This annual event gives a platform for our younger (under 35) geo-professionals to present their work, gain feedback from experienced colleagues and become more involved in AGS activities. Please support them by coming along to what should be a varied, interesting and exciting evening. There will be four presentations, each 10 minutes long, with 5 minutes for questions after each talk. The Dr. Baden Clegg Award will be awarded to the best contribution.
Design, Excavation and Performance of Rock Cuttings on the Karratha to Tom Price Road, Stage 2
Construction of the Stage 2 Karratha Tom Price Road (KPT2) included excavation of about 130 cuttings along, which total about 18.5 km in length. Design and Construction was undertaken by the Millstream Link Alliance, which is a “pure alliance” that comprises Main Roads Western Australia, MacMahon Contractors Pty Ltd, Coffey International Pty Ltd and GHD Group Pty Ltd.
A total engineering geology approach was adapted to the design of cuttings, which focussed on understanding the geology rather than “drill first and think later”. Cut slopes, catch ditch widths and bench widths were based on a combination of field observations on existing rail cuttings, geological mapping, modelling of fallen rocks using the computer simulation programme “ROCFALL” and a Quantitative Risk Assessment (QRA). An ongoing design assessment was also applied where after initial excavation had begun, the batters were flattened to suit the exposed ground conditions.
The Effectiveness of an Impact Roller for Foundation Treatment in Alluvial Sandy Clays
During ground-breaking geotechnical investigations for a heavy haul railway that crosses a section of the Robe River floodplain in the Pilbara region of Western Australia, the upper alluvial soils displayed unusual and concerning behaviour by what appeared to be a dramatic loss of strength when saturated. In general, the geological profile comprises up to 4.0m of sandy clay overlying variably cemented calcrete and gravels which are underlain by basement sandstone.
Preliminary laboratory testing results pointed to a classic ‘Pindan’ type soil with a relatively high void ratio, partial collapse potential and a significant order of magnitude reduction in strength when saturated. This, combined with the investigation observations and the cost of treating up to 14km of foundations, lead to a re-think of traditional deep boxout foundation treatment by assessing the effectiveness of a square dynamic impact roller.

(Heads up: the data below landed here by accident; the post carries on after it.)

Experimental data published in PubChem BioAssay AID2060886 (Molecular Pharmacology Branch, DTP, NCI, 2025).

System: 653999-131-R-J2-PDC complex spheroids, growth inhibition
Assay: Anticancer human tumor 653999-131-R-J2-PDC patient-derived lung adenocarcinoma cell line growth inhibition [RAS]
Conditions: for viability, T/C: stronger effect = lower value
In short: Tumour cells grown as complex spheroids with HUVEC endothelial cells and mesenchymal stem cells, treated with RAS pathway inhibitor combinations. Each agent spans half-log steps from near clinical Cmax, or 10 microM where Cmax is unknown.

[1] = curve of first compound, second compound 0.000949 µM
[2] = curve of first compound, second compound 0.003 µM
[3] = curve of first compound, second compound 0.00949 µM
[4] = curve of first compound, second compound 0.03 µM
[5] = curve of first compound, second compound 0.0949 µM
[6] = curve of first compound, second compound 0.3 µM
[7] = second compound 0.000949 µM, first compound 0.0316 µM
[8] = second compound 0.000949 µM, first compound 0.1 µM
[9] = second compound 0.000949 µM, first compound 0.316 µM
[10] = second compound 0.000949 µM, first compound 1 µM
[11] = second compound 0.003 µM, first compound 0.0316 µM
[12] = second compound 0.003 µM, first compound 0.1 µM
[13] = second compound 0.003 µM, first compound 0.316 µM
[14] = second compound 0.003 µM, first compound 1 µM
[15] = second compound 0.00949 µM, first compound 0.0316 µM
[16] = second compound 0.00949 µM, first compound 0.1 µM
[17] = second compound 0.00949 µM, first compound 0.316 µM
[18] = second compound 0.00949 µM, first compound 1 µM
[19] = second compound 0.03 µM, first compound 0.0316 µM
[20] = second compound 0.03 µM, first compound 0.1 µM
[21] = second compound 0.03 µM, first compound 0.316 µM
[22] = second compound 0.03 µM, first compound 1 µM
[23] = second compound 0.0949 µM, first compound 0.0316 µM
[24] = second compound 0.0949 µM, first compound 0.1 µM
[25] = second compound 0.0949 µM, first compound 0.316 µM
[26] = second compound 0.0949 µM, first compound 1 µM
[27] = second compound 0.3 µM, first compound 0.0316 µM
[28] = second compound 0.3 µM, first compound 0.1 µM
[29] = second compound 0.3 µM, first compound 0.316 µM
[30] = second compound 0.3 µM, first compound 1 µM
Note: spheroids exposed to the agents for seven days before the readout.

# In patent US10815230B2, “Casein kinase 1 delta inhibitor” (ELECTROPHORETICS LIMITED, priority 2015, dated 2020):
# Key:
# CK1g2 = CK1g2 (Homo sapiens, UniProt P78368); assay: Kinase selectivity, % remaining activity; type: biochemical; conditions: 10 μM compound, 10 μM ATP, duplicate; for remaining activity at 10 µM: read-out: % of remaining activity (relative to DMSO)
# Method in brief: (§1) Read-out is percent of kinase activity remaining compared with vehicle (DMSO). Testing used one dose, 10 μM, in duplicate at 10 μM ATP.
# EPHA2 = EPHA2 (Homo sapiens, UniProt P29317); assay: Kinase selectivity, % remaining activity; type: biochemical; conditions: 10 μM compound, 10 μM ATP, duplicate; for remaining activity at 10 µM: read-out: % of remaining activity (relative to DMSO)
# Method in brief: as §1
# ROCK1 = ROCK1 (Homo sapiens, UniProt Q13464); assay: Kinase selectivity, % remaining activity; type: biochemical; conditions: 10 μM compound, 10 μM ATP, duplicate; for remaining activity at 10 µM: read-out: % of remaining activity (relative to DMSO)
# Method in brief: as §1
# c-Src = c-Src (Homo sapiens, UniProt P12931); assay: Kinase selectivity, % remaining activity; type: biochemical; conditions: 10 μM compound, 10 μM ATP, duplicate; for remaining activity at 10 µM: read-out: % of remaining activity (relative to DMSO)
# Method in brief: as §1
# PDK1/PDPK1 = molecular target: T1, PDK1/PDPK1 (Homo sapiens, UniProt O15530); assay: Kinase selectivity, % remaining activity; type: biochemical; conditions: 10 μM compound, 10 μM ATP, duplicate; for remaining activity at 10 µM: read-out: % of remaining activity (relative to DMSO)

Piezocone Penetration Testing of Fallow and Operational Tailings Storage Facilities
Piezocone Penetration Tests (PCPTs) on both operational and fallow Tailings Storage Facilities (TSFs) are a useful tool to further increase our understanding of tailings behaviour both during and after deposition. PCPT investigations have been carried out on two TSFs, five years apart. One of the TSF was fallow for the five year period, while the other was operational. Where possible, the PCPTs were carried out adjacent to previous locations so that a comparison of the shear strength and pore pressure profiles could be carried out.
Comparing the results of the piezocone investigations conducted on the fallow TSF, it was identified that the majority of the tailings strength profile remained relatively consistent with depth. However, near the surface, an increase (up to 100%) in the shear strength was observed up to 5 m depth. The strength increase of the tailings near the surface is due to evaporative desiccation, leading to the over-consolidation of the tailings and a subsequent gain in strength. It was also observed that the in situ silty clay material below the tailings had increased in strength, with normal consolidation occurring due to the load applied by the tailings. A consistent hydrostatic pore pressure profile, used to estimate the phreatic surface within the TSF, was not readily identifiable within the fallow TSF for either the 2004 or 2009 investigation.
A case history for the Southern Seawater Desalination Plant
WA’s Water Corporation announced in 2007 that the Southern Seawater Desalination Plant (SSDP) would be commissioned as the state’s second major source of desalinated water. On completion, the plant at Binningup (35km North of Bunbury) will produce 50 gigalitres of water per year (with the potential to expand to 100 GL). GFWA were contracted by the Southern SeaWater Alliance (SSWA) to construct the diaphragm walls that form the Intake Pump Station (IPS). Construction was carried out between September 2009 and April 2010.
Engineers Australia members participating in AGS technical sessions can record attendance on their personal CPD logs. Members should refer to Engineers Australia CPD policy for details on CPD types, requirements and auditing guidelines.